this last evil of which M. Guizot comriety of temperament and humour, plains that French society is at present and to the social and political changes labouring ; yet the remedy he proof the world—they have no notion. poses, is to carry the evil out to its utChristianity appears to them princi. most extent. He fancies, that when pally admirable from its vagueness; it has reached its climax, fervour will and its divinity they emphatically see coalesce with indifference ; that the in this : viz. tbat, whether Catholic false proverb, as old as the hills, " that or Protestant, philosopher or infidel, all religions are equally true and good, civil society has been much improved if they be embraced with sincerity," by its influence.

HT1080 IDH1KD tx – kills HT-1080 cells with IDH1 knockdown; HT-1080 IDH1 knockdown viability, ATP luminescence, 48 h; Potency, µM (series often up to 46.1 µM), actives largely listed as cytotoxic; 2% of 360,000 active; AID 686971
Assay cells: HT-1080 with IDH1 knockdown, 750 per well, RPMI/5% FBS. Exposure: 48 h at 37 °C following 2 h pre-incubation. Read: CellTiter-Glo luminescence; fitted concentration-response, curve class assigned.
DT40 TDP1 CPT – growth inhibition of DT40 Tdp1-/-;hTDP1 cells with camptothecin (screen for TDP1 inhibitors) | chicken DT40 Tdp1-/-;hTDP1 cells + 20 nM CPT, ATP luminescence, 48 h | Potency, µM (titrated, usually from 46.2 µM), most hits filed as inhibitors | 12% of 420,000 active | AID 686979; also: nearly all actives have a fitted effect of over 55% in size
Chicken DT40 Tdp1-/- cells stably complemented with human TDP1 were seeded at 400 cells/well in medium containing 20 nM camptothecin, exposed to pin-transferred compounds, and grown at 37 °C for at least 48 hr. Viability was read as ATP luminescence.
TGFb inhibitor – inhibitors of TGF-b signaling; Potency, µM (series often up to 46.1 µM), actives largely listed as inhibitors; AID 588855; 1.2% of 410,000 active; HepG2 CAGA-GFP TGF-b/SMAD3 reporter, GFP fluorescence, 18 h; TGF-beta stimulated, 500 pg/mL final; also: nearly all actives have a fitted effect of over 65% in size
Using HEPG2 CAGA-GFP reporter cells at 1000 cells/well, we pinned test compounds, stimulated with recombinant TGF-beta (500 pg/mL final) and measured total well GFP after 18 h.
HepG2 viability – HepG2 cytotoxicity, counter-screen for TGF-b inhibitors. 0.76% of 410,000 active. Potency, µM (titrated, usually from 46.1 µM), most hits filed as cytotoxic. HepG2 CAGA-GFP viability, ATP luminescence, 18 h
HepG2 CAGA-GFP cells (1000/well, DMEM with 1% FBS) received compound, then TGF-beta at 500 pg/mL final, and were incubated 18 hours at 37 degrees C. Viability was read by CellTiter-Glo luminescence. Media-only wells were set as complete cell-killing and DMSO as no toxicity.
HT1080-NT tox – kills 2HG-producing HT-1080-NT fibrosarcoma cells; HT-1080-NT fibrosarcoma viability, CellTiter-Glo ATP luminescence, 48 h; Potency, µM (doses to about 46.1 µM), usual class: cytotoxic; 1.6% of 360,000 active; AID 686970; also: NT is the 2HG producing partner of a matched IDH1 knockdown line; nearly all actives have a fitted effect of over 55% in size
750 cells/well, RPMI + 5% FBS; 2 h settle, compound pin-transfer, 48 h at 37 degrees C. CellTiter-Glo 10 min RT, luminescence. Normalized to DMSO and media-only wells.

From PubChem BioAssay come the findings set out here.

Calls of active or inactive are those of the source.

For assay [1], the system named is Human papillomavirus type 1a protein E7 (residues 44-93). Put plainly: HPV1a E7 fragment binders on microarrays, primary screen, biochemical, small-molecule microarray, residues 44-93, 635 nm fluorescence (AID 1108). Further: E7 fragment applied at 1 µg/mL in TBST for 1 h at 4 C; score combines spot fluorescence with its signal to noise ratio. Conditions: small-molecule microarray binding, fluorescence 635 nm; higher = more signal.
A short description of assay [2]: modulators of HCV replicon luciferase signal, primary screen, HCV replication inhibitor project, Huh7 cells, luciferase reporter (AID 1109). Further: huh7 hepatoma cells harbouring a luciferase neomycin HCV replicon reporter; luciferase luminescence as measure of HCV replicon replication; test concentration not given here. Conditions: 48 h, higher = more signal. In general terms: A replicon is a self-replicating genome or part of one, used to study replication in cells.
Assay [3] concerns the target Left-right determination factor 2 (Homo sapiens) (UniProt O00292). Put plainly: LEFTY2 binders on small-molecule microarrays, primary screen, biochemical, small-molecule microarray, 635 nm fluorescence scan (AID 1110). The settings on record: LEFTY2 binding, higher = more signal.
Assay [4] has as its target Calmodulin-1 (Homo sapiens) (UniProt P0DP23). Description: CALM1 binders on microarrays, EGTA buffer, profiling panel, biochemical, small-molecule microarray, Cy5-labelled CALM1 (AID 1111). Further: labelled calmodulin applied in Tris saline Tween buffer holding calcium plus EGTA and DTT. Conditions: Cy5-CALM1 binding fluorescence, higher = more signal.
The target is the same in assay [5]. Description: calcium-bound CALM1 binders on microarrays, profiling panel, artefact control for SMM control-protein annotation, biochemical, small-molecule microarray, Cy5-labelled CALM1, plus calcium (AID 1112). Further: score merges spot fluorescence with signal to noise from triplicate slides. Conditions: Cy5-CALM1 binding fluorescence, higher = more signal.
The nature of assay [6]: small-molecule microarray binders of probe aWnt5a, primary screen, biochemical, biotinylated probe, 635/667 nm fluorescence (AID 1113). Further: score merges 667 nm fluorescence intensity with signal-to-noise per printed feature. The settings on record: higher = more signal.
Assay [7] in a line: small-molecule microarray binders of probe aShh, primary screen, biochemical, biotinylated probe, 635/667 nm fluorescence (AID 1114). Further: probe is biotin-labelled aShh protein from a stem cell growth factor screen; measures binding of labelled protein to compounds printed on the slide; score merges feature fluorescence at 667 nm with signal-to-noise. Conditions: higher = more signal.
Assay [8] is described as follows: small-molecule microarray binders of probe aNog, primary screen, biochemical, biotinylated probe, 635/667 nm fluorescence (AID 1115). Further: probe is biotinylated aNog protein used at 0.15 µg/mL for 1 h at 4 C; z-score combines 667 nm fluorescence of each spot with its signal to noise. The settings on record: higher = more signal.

which is the burden of his essay from We repeat, however, that this elas beginning to end, and which, limiting tic conception of the Christian faith, the scope of this proverb to the faith with whatever plausibility it may be of Christendom, he sets forth as a disput forward, is rooted in incredulity. covery, would, if cordially received as It proclaims that there is nothing an unquestionable axiom, kindle an positive and specific in Revelation of ardour in each separate class of reliany paramount value ; that its general gionists devotedly to propagate their propositions alone which respond to a peculiar tenets. This is the jet of his common feeling and common want in scheme. The scheme itself has, as we the heart of man, are important; that bave said, been long, and is at present, all the rest is conventional; conve- working spontaneously in various nient it may be or not ; for the most parts of the world, to the production of part effectively useful within a proper consequences the very reverse of those narrow sphere ; but always to be which M. Guizot contemplates. But kept in the back.ground, and never it has not certainly yet attained that suffered to interfere, by wranglings full-orbed completion which he anticiabout its minor matters-differences pates for it, and would urge forward. about what people foolishly call fun. When that consummation arrives, which seems, indeed, to be fast ripen- ed to the term social state ? If so, ing, we may see truly much sham we affirm, what no one will deny, in conviction, and much futile ardour, contradiction to his arguinent, that strong seeming attachments to parti- the social state of every community, cular systems of belief, fantastically so far from being disconnected from conceived, combined with a general its religion and its philosophy, is embracement of them all in one bond mainly derived, constituted, and deof fraternization. In brief, mysti- veloped, from these two sources. cism, which flimsifies religion and what- If, however, we are mistaken in ever it touches into transcendental both our conjectures with respect sentimentalities, which regards all to the interpretation he would have creeds as bare administrations of occult attached to the words “social state," verities, and which, therefore, can see as, upon a reperusal of his essay, we truth everywhere and error nowhere, are persuaded we are,—if by that will be ascendant. By this mysticism, term he means neither the governthe accordance, or rather the collu- ment nor the general condition of the sion,—the harmony in liberty,-be- nation, but emphatically that strong tween all churches and all ideas, bias of the popular mind which is of which M. Guizot speaks, may doubt. called “the spirit of the age,"— then we less be brought about. Whether he would say, leaving philosophy at preaims at this result or not his scheme sent out of the question, that if relimost assuredly tends towards its real- gion rules not the strength of man, the ization,